Investigators tasked with gathering evidence against Scott Peterson (search) summoned underwater search experts from as far away as New York, but didn't find anything incriminating off the San Francisco Bay shore where the remains of Laci Peterson (search) had surfaced, a detective testified Thursday.

Teams of FBI divers repeatedly trolled the waters starting in mid-May, a month after the badly decomposed torso of Laci Peterson and the couple's fetus washed ashore — and Peterson was charged with murder. They joined underwater sonar operators who had been methodically scanning the bay floor for months.

Defense lawyer Mark Geragos (search) continued his cross-examination Thursday of Modesto police Detective Henry "Dodge" Hendee, who was present for more than a dozen searches after Peterson's arrest.

Hendee didn't cover much new ground — defense lawyers have highlighted the fact that the prosecution has scant physical evidence linking Peterson to his wife's killing.

On Thursday, Geragos repeated his summary that the meticulous, hours-long searches of murky water and rocky shore yielded nothing related to this case.

"You found sticks, you found pipes, all kinds of debris, but you didn't find anything related to this case, right?" Geragos prodded.

"Yes," Hendee replied.

Later, Geragos attacked each piece of evidence authorities collected in their search of Peterson's home and warehouse -- from stained boots to black maternity pants to a boat cover. "And what did you find?" Geragos asked repeatedly.

"Nothing," Hendee replied.

The more than 3,800 sonar scans authorities did fix on 800 potential targets — of which 223 were investigated further. Hendee testified Wednesday authorities were searching for items such as concrete anchors they believe Peterson used to weight down his pregnant wife's body, as well as missing body parts.

Prosecutors allege Peterson murdered his wife in their Modesto home on or around Dec. 24, 2002, then drove to the bay and dumped the body.

Peterson acknowledges being on the bay that Christmas Eve day, but said he went fishing alone. Geragos asserts that someone else abducted and killed Laci Peterson, then dumped the body to frame her husband.

Hendee's testimony came a day after Judge Alfred A. Delucchi (search) said he would entertain a defense motion to dismiss the double-murder on allegations that another detective — a prosecution witness — lied on the stand.

At issue is testimony from Modesto police Detective Allen Brocchini (search ) who defense lawyers assert misstated key details under questioning.

Brocchini testified last month about a tip he received several days after the remains were discovered by pedestrians walking along the rocky bay shore in April 2003.

The tipster alleged that, in 1995, Scott Peterson said he would dispose of a body by sinking it in the ocean. Brocchini testified he didn't consider the information credible and shelved it.

He also said the tipster alleged Peterson would "tie a bag around the neck with duct tape" — a potentially damaging assertion because police said duct tape was found on Laci Peterson's badly decomposed torso.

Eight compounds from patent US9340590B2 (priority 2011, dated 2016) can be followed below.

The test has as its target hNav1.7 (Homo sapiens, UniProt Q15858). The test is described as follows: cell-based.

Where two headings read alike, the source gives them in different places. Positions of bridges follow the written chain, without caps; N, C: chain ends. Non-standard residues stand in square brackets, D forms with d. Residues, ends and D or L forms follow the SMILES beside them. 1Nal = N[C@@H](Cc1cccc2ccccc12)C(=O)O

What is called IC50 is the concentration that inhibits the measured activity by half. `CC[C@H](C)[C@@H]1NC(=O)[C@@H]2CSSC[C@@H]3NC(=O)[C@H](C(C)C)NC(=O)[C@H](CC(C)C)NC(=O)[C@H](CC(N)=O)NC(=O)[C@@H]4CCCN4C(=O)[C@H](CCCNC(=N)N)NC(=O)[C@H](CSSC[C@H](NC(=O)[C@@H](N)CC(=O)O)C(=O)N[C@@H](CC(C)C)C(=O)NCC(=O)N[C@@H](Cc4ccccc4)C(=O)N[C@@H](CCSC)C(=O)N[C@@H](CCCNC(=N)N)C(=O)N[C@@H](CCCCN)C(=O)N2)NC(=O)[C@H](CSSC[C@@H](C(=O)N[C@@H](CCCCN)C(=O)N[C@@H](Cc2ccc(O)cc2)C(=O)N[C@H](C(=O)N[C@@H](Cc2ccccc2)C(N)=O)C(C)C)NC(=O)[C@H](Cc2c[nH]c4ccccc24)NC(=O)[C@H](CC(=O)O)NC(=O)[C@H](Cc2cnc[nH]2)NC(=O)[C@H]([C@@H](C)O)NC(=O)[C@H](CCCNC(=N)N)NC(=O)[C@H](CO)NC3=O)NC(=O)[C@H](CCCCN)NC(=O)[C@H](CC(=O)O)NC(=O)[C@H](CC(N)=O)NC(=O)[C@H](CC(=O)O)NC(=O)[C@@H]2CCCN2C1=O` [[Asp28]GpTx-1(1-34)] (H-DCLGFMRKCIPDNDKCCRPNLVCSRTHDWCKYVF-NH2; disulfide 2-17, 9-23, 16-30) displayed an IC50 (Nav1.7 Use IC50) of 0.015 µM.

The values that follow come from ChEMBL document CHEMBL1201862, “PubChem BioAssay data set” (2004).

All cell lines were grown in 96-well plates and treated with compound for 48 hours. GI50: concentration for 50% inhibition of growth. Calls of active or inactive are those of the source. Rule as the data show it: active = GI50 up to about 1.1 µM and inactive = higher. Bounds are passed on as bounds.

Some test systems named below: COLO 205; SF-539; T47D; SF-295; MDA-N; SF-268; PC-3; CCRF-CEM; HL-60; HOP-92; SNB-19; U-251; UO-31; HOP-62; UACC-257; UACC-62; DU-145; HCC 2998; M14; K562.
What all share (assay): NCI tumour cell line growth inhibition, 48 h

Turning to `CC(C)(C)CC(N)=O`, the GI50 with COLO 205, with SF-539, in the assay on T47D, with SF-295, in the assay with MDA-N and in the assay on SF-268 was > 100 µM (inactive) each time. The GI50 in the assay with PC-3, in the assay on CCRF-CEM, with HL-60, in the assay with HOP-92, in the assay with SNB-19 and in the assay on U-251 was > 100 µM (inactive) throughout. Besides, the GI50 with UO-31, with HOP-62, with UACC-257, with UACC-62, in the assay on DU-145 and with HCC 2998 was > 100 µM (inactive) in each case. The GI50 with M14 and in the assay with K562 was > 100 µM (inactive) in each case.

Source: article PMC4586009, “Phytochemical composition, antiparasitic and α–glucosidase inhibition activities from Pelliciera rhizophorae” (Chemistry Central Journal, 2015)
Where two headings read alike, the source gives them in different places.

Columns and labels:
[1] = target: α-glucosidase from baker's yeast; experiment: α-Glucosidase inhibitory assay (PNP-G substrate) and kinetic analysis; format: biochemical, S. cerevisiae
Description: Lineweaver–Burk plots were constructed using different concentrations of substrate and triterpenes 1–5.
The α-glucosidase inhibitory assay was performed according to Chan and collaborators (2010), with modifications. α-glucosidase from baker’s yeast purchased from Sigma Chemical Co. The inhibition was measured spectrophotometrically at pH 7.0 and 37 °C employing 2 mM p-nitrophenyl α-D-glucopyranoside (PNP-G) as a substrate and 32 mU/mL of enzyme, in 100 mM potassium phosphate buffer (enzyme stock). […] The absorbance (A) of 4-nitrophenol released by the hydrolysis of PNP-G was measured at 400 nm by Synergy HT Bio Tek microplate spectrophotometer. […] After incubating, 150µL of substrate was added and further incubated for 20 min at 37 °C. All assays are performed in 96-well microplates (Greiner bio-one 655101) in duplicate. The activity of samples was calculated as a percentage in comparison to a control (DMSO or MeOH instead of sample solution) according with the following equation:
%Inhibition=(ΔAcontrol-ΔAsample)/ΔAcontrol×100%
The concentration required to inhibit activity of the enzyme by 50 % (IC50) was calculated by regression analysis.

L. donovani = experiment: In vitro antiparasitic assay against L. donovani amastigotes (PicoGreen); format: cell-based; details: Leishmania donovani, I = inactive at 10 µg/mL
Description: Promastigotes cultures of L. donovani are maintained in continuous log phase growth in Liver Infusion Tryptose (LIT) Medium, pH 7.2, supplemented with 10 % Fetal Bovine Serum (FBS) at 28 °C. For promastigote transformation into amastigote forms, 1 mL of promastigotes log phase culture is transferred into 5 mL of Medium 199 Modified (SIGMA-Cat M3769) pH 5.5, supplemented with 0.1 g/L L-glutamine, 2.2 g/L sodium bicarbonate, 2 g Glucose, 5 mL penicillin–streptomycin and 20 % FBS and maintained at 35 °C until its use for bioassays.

A source who has heard a tape of Brocchini's interview with the tipster told The Associated Press that the man never mentioned duct tape, implying Brocchini lied on the stand.

The judge set a July 29 date to hear arguments from defense attorneys seeking to have the case dismissed. Delucchi has already rejected two mistrial requests from Geragos during the trial's seven weeks.

Legal experts said a mistrial or dismissal is highly unlikely. But Geragos could benefit if allowed to grill Brocchini about his controversial testimony in this case, as well as a prior instance of on-the-stand misconduct.

All along, Geragos has claimed authorities were determined to get a high-profile conviction at any cost.

Out of the presence of jurors Wednesday, Geragos called Brocchini's testimony an "intentional and willful violation."

Geragos wants to discredit Brocchini even more by trotting out a 1998 home invasion robbery case in Modesto which Brocchini investigated.

Brocchini's testimony caused a mistrial after a Stanislaus County judge ruled his comments about another robbery might have prejudiced the jury, according to court documents.

A defense attorney alleged Brocchini intentionally disregarded the judge's directive not to mention that case because prosecutors "felt the case slipping away," according to an opinion from a state appeals court. The court found Brocchini's conduct to be "improper" but didn't conclude he intentionally tried to "trigger a mistrial."

Chances are remote that Judge Delucchi will grant a mistrial or dismiss charges, speculated Jim Hammer, a former prosecutor who regularly attends the Peterson trial.

But Geragos still may damage Brocchini's credibility — and by association the prosecution's case — if the judge lets him cross-examine the detective about the 1998 case.

"This would be their Fuhrman," Hammer said, referring to the Los Angeles police officer whose false testimony helped acquit O.J. Simpson on murder charges. "That would be like dropping a bomb on the prosecution."